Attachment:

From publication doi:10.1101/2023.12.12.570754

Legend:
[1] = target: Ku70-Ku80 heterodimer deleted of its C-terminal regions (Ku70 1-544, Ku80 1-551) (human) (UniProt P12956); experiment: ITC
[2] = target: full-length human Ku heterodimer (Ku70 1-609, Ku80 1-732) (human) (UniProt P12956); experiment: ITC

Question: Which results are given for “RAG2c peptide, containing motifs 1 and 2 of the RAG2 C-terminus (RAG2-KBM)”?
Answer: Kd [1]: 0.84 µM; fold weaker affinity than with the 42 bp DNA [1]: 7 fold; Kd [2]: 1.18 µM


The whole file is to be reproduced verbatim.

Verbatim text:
From publication doi:10.1101/2023.12.12.570754

Legend:
[1] = target: Ku70-Ku80 heterodimer deleted of its C-terminal regions (Ku70 1-544, Ku80 1-551) (human) (UniProt P12956); experiment: ITC
[2] = target: full-length human Ku heterodimer (Ku70 1-609, Ku80 1-732) (human) (UniProt P12956); experiment: ITC

Question: Which results are given for “RAG2c peptide, containing motifs 1 and 2 of the RAG2 C-terminus (RAG2-KBM)”?
Answer: Kd [1]: 0.84 µM; fold weaker affinity than with the 42 bp DNA [1]: 7 fold; Kd [2]: 1.18 µM